Taiwan’s need to pull in external tech talent and the nation’s supply chain dependence on China were two topics covered in a rare interview with President Tsai Ing-wen by Japanese outlet Bungei Shunju.
Taiwan’s semiconductor industry dominates the global marketplace with homegrown giants like TSMC and in 2020 claimed 70 per cent of the world’s OEMs. Tsai attributed (see transcript – in traditional Chinese) this success to its mature industrial clusters and concentration on foundries as a business model, which faces little competition.
One struggle that concerns Tsai is keeping up with high-tech talent, particularly as Taiwan’s semiconductor companies continue to set up manufacturing plants overseas.
“It is very difficult to rely solely on Taiwan to provide excellent talents,” said Tsai.
The nation is working to boost digital and language skills among the Taiwanese. Attracting international talent is also a goal with the government hoping to establish a common “talent pool” with nations where Taiwanese companies have operations.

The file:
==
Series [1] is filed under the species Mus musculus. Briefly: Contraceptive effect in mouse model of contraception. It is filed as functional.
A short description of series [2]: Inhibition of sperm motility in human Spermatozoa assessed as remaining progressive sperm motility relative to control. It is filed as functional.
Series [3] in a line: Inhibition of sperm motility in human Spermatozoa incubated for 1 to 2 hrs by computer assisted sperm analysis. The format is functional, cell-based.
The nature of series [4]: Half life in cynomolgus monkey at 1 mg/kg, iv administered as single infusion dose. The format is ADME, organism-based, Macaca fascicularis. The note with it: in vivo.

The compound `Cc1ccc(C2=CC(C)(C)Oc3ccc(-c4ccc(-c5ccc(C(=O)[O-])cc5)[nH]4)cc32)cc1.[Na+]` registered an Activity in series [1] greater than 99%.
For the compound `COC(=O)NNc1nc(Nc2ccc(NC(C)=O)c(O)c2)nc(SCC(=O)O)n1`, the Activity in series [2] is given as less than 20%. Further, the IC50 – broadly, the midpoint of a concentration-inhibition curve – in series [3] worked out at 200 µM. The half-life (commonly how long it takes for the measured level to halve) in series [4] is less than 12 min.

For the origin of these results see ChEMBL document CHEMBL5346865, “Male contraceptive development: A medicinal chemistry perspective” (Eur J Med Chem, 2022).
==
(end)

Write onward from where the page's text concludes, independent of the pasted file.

Tsai envisions a future of cooperation with these nations. “If the advantages of Taiwanese companies can be combined with the strengths of Japan and the United States, they can play complementary roles in development,” said the president.
Tsai described the government’s approach to China as “maintaining the status quo,” except for when it comes to supply chain dependency.
“Taiwan has also adopted a position that it should not rely excessively on China for its production bases and markets, and consider various risks, so that trade and investment can develop in a diversified manner,” said Tsai.
“Although many Taiwanese companies now have production bases in China, in the future, it is necessary to diversify their trading partners and investment locations.”
Chinese state media outlet The Global Times also covered the interview, clearly expressing its disproval with the headline “Tsai tries to belittle Chinese mainland’s importance to Taiwan economy: experts“. The article said any attempt to decouple the economies of Taiwan and China was “infeasible and impractical” and said Tsai’s remarks showed her intention to follow the US government.
The videoconference interview, which also touched on COVID-19, vaccines, Hong Kong, and the Uyghur population, was the first time Tsai has spoken to a foreign media outlet since January 2020. ®